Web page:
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dc.rights.licenseRestricted to current Rensselaer faculty, staff and students. Access inquiries may be directed to the Rensselaer Libraries.
dc.contributorZaki, Mohammed J., 1971-
dc.contributorMagdon-Ismail, Malik
dc.contributorGoldberg, Mark
dc.contributorRavichandran, T.
dc.contributor.authorAnchuri, Pranay
dc.date.accessioned2021-11-03T08:28:15Z
dc.date.available2021-11-03T08:28:15Z
dc.date.created2015-10-01T11:33:09Z
dc.date.issued2015-08
dc.identifier.urihttps://hdl.handle.net/20.500.13015/1530
dc.descriptionAugust 2015
dc.descriptionSchool of Science
dc.description.abstractMany real-world graphs have complex labels on the nodes and edges. Mining only exact patterns yields limited insights, since it may be hard to find exact matches. However, in many domains it is relatively easy to compute some cost (or distance) between different labels. Using this information, it becomes possible to mine a much richer set of approximate subgraph patterns.
dc.description.abstractWe apply our models and methods on several real-datasets such as: i) Configuration management databases representing the infrastructure entities and their inter-relationships in large IT companies. ii) Protein-Protein interaction network in organisms such as yeast and graphs representing 3D structure of proteins.
dc.description.abstractApproximate Patterns : We propose three models for approximate matching of patterns in a given input graph. First, we allow for bounded label mismatches of the pattern. To find these approximate matches, we proposed a neighborhood-label based algorithm that can effciently prune infeasible matches of the pattern. Second, we allow both bounded label and structural mismatches of the pattern. To effciently find such approximate matches, we repeatedly use our label-only algorithm on a specially constructed subgraph of the pattern. Finally, we discuss why the existing models cannot be adapated to mine interesting patterns from uncertain graphs where edges are associated with a probability of existence. Therefore, we propose coverage based pattern mining that is a novel way to think about pattern mining in uncertain graphs. Our algorithm essentially enumerates a set of patterns that covers distinct regions of the input graph with high probability.
dc.description.abstractApproximate Support: The problem of mining frequent subgraph patterns from a database of graphs is a well studied problem in the literature. However, the methods proposed for the multiple input graphs scenario cannot be directly extended for mining patterns from a single large graph. This is due to the fact that the support function, is defined in terms of all the embeddings of a pattern, which can be exponential. We propose a network-flow based approach that gives a polynomial time approximation for the support function. We also propose a three step procedure to summarize the output of graph mining algorithms.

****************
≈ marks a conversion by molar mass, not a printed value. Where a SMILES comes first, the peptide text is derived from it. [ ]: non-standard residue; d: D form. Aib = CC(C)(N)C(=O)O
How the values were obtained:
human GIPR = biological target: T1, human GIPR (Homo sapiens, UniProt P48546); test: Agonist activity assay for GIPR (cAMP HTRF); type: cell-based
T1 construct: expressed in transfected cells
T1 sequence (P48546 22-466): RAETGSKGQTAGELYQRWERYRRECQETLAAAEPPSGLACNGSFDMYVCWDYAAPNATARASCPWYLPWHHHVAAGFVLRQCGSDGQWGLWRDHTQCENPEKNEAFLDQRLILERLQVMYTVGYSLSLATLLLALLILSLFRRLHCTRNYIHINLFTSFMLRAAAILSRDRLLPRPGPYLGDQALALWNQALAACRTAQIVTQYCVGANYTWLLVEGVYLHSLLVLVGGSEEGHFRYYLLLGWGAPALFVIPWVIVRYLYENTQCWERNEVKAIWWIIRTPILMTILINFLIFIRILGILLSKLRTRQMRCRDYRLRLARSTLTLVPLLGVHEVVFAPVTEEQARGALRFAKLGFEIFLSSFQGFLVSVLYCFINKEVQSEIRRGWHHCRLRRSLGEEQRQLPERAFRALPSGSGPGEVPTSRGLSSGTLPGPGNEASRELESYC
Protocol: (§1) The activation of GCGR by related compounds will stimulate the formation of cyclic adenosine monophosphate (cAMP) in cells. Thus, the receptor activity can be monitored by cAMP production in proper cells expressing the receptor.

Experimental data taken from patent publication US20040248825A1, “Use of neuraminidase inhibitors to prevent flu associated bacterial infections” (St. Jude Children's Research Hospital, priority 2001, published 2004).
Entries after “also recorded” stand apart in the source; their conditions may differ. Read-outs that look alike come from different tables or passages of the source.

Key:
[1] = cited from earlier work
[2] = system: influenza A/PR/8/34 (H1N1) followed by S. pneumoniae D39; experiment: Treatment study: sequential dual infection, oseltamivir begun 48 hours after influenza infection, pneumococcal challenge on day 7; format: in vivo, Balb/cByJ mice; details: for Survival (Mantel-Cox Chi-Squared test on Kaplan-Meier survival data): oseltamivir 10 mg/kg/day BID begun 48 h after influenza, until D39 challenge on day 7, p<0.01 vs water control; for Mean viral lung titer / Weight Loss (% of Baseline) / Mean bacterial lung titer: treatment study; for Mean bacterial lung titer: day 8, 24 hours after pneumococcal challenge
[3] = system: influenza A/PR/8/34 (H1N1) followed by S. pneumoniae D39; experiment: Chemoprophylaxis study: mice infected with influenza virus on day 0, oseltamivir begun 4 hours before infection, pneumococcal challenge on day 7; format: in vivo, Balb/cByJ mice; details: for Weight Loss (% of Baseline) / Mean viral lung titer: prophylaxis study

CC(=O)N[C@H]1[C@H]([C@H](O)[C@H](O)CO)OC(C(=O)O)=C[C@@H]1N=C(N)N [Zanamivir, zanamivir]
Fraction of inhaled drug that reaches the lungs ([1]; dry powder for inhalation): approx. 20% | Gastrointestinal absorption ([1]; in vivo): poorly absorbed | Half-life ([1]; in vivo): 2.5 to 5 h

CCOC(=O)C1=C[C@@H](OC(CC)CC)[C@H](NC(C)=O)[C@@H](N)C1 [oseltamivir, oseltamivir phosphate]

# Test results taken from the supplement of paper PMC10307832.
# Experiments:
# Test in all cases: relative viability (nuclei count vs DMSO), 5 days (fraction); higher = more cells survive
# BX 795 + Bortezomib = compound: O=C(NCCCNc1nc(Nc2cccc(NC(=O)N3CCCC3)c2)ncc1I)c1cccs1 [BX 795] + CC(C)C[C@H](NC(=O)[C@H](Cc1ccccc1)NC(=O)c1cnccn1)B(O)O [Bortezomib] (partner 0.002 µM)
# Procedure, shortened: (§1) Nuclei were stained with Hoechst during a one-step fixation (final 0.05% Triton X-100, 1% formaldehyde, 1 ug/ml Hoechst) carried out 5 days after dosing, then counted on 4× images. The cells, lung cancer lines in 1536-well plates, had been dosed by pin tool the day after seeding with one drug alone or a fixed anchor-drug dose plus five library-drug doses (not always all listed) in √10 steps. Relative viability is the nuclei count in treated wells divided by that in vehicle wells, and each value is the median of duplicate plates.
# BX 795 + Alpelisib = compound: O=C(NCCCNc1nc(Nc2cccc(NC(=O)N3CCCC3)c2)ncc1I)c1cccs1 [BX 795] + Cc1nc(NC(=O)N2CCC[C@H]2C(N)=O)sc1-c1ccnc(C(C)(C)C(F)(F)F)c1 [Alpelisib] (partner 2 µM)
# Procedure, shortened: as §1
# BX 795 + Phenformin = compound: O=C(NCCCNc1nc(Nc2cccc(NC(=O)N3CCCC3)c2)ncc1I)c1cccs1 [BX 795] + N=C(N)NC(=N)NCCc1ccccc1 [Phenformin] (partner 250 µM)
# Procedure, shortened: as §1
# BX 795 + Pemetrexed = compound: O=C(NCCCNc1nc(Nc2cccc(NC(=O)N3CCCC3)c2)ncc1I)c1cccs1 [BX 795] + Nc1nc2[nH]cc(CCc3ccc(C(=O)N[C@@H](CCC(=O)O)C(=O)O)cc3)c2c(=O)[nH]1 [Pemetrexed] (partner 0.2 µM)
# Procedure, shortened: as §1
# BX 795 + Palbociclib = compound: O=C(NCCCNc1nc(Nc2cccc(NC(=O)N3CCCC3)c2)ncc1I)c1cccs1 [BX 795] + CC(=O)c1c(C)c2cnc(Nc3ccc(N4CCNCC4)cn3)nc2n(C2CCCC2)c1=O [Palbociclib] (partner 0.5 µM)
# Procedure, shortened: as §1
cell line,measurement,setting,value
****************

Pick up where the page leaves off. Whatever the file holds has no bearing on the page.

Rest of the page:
dc.description.abstractGraph analytics is the process of discovering patterns and insights from data that can be modeled as graphs. Algorithms for graph analytics fall into two broad categories: Mining and Management. Graph mining algorithms are often used in graph management and vice versa. In recent times, these algorithms have become an indispensable tool for analyzing networks in domains such as i) Computational biology, ii) Infrastructure and mobile sectors, iii) Cybersecurity.
dc.description.abstractIn this thesis, we present methods for mining approximate frequent patterns from a single large graph. The approximate pattern mining algorithms that we consider in this thesis cover two main categories: Firstly, instead of computing the exact support of a pattern we approximate the support by an upper-bound. Secondly, we tolerate bounded label and structural mismatches when finding matches of a pattern in the database. A common theme across both these paradigms is that the problems are NP-Hard to even approximate upto a constant factor of the optimal value. We formally prove the exponential complexity of all these problems and also present approximation algorithms for solving the problems at scale.
dc.language.isoENG
dc.publisherRensselaer Polytechnic Institute, Troy, NY
dc.relation.ispartofRensselaer Theses and Dissertations Online Collection
dc.subjectComputer science
dc.titleMining approximate frequent patterns from graph databases
dc.typeElectronic thesis
dc.typeThesis
dc.digitool.pid176726
dc.digitool.pid176727
dc.digitool.pid176728
dc.rights.holderThis electronic version is a licensed copy owned by Rensselaer Polytechnic Institute, Troy, NY. Copyright of original work retained by author.
dc.description.degreePhD
dc.relation.departmentDept. of Computer Science


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